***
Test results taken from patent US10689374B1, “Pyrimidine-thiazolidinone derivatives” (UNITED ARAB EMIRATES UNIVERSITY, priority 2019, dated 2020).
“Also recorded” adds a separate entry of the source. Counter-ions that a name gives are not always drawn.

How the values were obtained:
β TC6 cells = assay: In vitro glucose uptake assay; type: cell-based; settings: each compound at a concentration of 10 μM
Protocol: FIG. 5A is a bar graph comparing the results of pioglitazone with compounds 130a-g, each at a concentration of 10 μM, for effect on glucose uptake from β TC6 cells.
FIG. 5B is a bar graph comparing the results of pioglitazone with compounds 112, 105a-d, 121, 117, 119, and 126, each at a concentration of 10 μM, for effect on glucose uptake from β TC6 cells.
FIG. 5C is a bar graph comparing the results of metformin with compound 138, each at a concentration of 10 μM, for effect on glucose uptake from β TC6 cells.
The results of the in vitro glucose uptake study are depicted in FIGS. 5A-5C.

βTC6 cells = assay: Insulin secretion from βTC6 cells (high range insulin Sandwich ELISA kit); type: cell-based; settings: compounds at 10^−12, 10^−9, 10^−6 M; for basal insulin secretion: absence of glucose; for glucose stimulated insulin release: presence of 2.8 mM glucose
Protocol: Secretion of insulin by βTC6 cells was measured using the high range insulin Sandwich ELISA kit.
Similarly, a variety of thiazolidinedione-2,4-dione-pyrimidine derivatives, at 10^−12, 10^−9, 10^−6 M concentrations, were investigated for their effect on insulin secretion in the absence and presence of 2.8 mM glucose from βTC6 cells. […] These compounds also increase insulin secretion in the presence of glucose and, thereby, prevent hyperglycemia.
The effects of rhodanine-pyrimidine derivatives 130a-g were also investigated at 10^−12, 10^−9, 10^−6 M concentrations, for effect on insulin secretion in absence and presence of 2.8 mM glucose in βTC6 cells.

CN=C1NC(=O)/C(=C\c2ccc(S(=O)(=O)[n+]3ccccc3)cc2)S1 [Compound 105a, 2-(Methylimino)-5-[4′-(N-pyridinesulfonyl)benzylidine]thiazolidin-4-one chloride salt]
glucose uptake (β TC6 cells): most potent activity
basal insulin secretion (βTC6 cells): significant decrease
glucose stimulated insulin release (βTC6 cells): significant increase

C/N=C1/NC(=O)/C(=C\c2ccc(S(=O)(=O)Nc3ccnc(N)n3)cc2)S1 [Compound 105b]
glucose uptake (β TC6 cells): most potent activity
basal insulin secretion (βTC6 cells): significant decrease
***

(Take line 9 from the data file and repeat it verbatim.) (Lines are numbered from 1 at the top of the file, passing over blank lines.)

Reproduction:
βTC6 cells = assay: Insulin secretion from βTC6 cells (high range insulin Sandwich ELISA kit); type: cell-based; settings: compounds at 10^−12, 10^−9, 10^−6 M; for basal insulin secretion: absence of glucose; for glucose stimulated insulin release: presence of 2.8 mM glucose